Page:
• Organic
  • Free Range
  • Pesticide free
  • Biodynamic

Farm Direct are working with some farmers I wholly admire. Nicola and Toby Bulgin have been taking a totally modern approach to organic farming since taking over Brook Hall Farm in Essex more than 10 years ago. Recognising the important balance between acting as nature’s guardians and providing a quality product they’ve been breeding French sheep from Cahors, which have been flourishing and are able to breed all year round.

When I was young we only ever had Spring Lamb as a special treat and it was always a scrag end (neck) of mutton that kept us sustained in the pot on the stove. But mutton went out of fashion in the 1970s with the aggressive marketing of cheap imported  New Zealand Lamb. But it’s worth buying and cooking. It’s really just lamb that’s a bit older, but has richer flavours and stronger taste and requires long slow cooking. Lots of people find sheep fat hard to digest, so whatever you need to cook it long and slow. The best way for a stew (and if you have time) is to put the whole joint in water and simmer for a couple of hours, letting it cool and then skimming off the fat. Then you add the seasoning and vegetables. I often simmer it in something like dark beer which brings loads of flavour to the dish. Then just leave well alone. As many hours as it needs; so that the meat is falling apart.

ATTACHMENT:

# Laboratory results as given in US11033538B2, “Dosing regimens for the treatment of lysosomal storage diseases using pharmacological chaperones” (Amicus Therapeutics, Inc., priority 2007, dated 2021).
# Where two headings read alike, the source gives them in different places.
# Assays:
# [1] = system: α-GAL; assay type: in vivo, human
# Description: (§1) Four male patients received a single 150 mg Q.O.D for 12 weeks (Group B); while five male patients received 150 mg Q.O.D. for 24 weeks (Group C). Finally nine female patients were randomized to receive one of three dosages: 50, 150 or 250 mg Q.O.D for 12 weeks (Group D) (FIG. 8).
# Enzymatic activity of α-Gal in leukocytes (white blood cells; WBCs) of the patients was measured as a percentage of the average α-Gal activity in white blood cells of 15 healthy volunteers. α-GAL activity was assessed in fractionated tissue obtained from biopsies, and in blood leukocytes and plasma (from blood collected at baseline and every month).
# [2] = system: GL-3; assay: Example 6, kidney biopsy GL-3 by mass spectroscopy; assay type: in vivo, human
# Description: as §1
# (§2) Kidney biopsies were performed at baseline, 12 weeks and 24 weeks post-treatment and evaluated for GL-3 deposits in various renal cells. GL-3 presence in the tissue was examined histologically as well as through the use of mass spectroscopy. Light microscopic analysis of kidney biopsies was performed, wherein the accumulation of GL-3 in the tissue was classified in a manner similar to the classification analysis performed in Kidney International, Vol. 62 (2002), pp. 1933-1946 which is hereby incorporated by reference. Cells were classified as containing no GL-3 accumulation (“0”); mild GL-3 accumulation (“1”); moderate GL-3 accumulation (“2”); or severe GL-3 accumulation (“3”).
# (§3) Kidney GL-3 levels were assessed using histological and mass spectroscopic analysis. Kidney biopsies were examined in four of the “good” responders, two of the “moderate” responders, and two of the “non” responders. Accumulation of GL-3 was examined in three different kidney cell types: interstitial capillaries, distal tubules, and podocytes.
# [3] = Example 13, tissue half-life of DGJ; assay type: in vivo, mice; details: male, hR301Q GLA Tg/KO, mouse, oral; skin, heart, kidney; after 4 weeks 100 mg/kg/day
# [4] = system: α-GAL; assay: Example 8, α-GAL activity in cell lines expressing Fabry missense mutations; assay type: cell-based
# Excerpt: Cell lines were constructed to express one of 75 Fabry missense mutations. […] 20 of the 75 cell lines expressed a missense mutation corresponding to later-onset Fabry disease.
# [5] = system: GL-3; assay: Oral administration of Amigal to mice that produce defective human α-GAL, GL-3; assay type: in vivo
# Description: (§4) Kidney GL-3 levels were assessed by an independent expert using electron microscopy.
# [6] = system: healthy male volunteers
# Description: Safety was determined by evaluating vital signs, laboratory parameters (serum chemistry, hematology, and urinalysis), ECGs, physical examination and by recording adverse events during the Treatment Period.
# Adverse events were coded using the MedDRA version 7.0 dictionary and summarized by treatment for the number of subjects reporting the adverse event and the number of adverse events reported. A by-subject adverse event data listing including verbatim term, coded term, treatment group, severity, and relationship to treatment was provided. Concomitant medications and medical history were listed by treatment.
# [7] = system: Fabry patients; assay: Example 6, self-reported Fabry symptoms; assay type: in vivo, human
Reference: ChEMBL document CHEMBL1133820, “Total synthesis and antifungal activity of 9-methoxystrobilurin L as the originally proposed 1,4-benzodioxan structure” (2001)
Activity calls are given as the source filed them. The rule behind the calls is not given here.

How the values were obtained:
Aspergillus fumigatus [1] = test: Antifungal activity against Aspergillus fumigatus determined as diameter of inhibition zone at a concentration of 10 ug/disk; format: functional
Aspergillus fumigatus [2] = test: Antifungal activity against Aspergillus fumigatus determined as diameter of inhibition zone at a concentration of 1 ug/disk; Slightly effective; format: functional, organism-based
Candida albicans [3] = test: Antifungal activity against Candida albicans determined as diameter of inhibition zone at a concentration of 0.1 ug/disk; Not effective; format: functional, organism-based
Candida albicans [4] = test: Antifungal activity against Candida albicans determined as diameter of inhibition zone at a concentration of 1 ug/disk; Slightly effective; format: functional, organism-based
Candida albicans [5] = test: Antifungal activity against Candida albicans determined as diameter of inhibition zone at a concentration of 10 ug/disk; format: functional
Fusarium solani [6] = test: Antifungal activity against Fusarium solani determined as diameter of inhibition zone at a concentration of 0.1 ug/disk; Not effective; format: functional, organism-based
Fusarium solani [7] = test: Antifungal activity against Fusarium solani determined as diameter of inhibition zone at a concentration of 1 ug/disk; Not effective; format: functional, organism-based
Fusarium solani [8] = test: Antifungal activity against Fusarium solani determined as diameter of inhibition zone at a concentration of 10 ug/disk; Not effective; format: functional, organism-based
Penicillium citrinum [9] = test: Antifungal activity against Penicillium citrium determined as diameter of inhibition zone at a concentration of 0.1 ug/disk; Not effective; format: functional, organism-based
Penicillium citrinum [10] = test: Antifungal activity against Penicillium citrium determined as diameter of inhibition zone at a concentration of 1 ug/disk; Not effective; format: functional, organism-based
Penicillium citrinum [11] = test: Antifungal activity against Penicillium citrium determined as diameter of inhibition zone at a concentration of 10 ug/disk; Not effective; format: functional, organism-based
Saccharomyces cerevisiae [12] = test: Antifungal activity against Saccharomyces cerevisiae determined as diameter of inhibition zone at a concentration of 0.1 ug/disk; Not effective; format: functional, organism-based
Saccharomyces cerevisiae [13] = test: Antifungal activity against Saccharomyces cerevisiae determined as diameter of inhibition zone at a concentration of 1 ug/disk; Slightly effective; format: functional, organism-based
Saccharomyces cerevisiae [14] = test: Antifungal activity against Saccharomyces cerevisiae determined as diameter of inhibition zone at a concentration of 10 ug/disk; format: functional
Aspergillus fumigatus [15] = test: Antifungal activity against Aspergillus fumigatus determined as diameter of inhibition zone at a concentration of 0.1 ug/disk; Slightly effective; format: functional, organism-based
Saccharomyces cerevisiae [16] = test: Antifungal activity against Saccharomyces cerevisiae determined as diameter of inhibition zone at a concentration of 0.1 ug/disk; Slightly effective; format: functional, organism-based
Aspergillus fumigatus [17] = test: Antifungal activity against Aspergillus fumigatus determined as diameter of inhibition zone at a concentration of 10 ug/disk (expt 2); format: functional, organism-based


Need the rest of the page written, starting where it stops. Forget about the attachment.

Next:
If you want to slow roast mutton, the shoulder is a good joint but you need to trim away some of the fat to begin with. Cut incisions long-ways all over the joint. In a pestle and mortar crush some spices such as cumin and fennel seeds with paprika. Add cloves of garlic, a few salted anchovies, the grated zest and juice of half a lemon, a splash of soy sauce and olive oil, tomato purée and pound to a paste. Insert this mixture into deep incisions cut long-ways into the meat. Place the mutton in roasting dish on a bed of sliced fennel. Then coat the outside of the flesh with the rest of the paste. Pour some white wine into the bottom of the dish. Roast in a hot oven initially until nicely browned, cover then turn down heat. Keep topping up liquid in the bottom (water and wine) to keep it constantly moist and cook long and slow for several hours (or more) until tender.  You can also put some potatoes in with the fennel, so when it’s ready you have an entire meal ready to serve at the table, with bread, something green like Kale or Brussels Sprouts tops and more wine.

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